Blog

October 08, 2019

Ipswich Tracking For Urban Design

Ipswich continues to be a solid growth area in the south East. With high-level flooding in recent years forcing the local council to reconsider their development options, it has created a new plan for the city that not only works in a Water Sensitive Urban Design (WSUD) but opens up the city for development on a new scale, and investors are lapping it up.

Ipswich Council has recently identified the Bundamba Creek Catchment values, threats and opportunities as part of future management. They have achieved a strategy of development that allows the use, protection and enhancement of the creek well into the future.

One of the biggest concerns for property owners in Ipswich over the last few decades is flooding, and with a new plan in place that helps to create a resilience of the creek to flood water and surface water contamination.

The Water Sensitive Urban Design attempts to limit the detrimental impacts of developments on the catchments employing water management techniques that mimic nature. In the past, new developments have changed the way that the creek behaved, and the new development plan counterbalances the past mistakes by correcting the original natural flow of the water. In turn, this will create less invasive flooding, which creates a better investment option for developers in the catchment areas.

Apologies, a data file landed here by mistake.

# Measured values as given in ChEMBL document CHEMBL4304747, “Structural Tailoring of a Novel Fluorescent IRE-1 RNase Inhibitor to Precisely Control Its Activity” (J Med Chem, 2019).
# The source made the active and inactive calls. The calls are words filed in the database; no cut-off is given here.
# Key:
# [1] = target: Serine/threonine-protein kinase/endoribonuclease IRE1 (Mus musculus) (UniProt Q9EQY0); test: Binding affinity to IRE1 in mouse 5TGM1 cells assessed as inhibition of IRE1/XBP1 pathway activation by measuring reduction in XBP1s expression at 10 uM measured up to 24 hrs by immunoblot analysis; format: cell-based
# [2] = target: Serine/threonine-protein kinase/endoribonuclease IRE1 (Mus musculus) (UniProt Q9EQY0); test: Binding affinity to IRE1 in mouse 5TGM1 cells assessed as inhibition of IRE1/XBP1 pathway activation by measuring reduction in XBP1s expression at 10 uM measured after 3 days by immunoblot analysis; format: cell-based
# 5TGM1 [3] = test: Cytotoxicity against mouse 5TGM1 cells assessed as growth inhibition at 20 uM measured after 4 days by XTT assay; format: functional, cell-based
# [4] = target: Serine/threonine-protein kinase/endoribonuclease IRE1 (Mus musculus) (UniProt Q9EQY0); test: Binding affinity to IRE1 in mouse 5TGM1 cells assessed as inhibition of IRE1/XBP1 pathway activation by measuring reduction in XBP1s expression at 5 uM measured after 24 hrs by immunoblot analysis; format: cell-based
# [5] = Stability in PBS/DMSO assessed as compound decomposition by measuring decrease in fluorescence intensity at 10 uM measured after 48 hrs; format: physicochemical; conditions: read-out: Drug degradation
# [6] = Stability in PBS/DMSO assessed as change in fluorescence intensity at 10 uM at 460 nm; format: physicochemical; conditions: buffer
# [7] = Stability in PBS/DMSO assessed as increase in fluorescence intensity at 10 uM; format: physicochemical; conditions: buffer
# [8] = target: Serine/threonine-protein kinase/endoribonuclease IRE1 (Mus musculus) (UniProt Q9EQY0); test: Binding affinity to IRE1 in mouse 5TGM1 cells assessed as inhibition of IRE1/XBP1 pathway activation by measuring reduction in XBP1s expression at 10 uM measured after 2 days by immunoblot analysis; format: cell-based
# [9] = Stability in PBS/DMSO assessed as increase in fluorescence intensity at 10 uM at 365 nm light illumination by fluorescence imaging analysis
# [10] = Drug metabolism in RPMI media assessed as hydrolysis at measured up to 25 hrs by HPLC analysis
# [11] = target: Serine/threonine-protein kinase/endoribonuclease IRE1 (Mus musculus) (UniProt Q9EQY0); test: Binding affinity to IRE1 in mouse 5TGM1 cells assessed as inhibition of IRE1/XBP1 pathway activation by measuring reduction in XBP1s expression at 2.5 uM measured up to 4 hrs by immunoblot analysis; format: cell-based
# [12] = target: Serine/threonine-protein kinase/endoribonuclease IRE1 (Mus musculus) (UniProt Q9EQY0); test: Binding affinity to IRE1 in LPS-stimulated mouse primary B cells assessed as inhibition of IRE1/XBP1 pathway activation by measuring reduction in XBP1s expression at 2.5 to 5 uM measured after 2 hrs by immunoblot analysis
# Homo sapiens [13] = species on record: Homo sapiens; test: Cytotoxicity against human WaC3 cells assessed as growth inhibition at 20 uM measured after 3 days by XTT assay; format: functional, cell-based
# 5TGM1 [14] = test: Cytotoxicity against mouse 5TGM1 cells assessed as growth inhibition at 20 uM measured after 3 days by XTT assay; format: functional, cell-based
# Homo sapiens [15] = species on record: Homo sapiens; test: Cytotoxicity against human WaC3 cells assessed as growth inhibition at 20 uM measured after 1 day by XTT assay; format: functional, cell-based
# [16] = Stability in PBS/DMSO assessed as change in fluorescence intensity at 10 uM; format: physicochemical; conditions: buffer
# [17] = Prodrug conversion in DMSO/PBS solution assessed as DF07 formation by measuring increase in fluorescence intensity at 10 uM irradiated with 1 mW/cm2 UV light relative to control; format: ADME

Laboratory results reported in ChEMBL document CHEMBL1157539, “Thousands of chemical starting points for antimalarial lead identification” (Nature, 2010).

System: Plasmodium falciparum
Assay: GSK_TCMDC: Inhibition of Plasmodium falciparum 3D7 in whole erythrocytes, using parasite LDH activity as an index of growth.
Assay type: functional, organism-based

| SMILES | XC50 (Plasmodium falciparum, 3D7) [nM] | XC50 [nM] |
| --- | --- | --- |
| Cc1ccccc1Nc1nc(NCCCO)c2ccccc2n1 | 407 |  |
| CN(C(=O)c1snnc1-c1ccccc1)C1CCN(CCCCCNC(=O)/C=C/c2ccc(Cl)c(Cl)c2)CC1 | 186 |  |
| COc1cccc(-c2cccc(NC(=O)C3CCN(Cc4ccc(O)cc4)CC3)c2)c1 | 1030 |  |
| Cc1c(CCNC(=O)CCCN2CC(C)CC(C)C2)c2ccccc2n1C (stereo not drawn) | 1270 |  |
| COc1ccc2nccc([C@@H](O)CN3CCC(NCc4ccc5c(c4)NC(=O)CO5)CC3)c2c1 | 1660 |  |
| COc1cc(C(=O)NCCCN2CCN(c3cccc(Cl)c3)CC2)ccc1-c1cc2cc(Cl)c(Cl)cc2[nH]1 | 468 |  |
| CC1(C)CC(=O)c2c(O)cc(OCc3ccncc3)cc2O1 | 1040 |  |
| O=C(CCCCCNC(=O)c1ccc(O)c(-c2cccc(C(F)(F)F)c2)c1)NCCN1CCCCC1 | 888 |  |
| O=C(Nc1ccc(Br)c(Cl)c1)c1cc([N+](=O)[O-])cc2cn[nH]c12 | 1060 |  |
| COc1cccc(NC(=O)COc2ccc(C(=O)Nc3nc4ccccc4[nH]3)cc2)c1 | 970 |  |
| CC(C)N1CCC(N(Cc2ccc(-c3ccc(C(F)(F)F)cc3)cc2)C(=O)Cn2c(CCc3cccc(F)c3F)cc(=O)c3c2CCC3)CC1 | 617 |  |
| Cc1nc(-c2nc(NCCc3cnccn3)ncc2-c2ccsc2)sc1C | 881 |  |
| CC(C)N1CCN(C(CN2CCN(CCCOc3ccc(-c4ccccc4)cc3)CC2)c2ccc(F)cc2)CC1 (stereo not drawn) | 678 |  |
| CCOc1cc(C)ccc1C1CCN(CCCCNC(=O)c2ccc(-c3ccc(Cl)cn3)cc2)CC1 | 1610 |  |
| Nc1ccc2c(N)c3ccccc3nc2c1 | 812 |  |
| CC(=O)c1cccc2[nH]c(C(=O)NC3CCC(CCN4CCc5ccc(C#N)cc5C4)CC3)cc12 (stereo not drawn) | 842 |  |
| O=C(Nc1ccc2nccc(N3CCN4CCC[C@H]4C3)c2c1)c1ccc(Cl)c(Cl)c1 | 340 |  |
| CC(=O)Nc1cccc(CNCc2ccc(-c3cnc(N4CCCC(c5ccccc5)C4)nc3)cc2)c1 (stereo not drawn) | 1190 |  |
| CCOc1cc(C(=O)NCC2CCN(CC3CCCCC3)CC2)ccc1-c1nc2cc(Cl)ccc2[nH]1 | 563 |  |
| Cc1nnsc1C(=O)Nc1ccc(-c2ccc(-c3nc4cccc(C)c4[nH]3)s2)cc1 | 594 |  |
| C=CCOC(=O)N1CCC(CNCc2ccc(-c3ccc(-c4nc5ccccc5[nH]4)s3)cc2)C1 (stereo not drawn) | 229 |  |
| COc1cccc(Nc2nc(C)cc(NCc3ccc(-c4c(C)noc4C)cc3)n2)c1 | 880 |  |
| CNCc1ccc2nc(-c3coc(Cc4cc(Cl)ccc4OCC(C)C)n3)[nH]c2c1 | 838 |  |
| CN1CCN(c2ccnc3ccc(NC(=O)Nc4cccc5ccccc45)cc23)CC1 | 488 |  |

This simple measure of correcting the creak flow is just part of the new planning legislation State Planning Policy and South East Queensland Regional Plan, as well as the local Draft Ipswich Planning Scheme 2019.

These changes allow Ipswich to actively inspire growth, investment and strategic repositioning. To back the new planning scheme is a $150 million redevelopment of the CBD to include new Council building, a library, open space able to host major events, markets, and similar experiences.

On top of this, the Ipswich Motorsport Park is to undergo a $170 million redevelopment to create a world-class motorsport precinct. The motorsport investment will return more than $700 million in economic and commercial benefits.

Other localised master-planned communities are underway in the Ipswich region also, including Greater Springfield, with a $13.6 billion injection for health services, plus billions more in development funding for hospitals, rail lines, seven high schools, a university campus and many different shopping and industry precincts.

Ripley Valley is another huge development project similar to the Greater Flagstone megacity in Logan City. Ripley Valley will feature enough housing for 120,000 residents, with mixed-use villages and a $1.5 billion town centre.